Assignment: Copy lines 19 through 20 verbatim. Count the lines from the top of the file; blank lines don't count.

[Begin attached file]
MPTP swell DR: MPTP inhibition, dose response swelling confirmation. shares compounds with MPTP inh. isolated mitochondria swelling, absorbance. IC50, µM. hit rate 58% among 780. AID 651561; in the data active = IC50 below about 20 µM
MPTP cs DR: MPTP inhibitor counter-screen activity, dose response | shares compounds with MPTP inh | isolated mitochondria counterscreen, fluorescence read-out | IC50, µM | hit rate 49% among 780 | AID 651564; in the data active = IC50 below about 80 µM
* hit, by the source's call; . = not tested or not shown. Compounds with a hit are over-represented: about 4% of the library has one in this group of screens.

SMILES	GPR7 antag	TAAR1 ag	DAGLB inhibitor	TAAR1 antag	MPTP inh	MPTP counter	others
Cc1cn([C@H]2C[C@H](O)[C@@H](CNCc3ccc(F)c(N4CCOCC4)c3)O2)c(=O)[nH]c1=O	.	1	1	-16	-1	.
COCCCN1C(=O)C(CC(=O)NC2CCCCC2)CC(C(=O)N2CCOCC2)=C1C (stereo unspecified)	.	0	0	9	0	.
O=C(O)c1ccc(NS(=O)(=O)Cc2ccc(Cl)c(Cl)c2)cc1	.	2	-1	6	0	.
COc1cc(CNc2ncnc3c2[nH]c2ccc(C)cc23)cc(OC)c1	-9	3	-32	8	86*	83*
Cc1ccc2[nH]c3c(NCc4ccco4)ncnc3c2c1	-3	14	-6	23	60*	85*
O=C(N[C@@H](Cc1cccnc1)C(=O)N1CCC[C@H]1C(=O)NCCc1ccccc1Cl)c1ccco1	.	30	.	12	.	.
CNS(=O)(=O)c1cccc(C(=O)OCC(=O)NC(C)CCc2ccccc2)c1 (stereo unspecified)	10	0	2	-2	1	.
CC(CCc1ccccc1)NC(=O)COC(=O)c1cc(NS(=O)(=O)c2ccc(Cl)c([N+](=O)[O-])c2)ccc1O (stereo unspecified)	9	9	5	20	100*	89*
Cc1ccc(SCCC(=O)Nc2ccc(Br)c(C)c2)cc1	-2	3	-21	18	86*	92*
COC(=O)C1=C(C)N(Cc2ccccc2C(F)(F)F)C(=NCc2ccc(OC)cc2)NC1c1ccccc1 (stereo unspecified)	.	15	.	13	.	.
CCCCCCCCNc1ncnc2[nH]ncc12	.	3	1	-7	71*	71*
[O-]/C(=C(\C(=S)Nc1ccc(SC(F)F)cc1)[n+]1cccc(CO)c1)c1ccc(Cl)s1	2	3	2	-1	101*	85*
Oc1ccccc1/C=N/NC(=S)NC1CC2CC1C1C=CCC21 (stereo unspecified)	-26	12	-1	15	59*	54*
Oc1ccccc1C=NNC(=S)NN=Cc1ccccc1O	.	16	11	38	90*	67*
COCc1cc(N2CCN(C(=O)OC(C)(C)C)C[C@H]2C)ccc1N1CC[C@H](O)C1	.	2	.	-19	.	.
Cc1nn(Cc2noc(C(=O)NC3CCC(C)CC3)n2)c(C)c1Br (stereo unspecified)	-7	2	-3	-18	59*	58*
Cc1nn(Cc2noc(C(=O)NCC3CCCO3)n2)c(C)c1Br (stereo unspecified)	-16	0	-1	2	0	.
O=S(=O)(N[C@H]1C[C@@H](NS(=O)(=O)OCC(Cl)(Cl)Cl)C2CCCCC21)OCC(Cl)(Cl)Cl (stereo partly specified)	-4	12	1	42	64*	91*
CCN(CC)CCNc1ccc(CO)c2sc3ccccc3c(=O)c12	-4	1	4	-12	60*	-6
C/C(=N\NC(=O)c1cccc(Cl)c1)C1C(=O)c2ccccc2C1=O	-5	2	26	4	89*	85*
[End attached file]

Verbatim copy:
COCc1cc(N2CCN(C(=O)OC(C)(C)C)C[C@H]2C)ccc1N1CC[C@H](O)C1	.	2	.	-19	.	.
Cc1nn(Cc2noc(C(=O)NC3CCC(C)CC3)n2)c(C)c1Br (stereo unspecified)	-7	2	-3	-18	59*	58*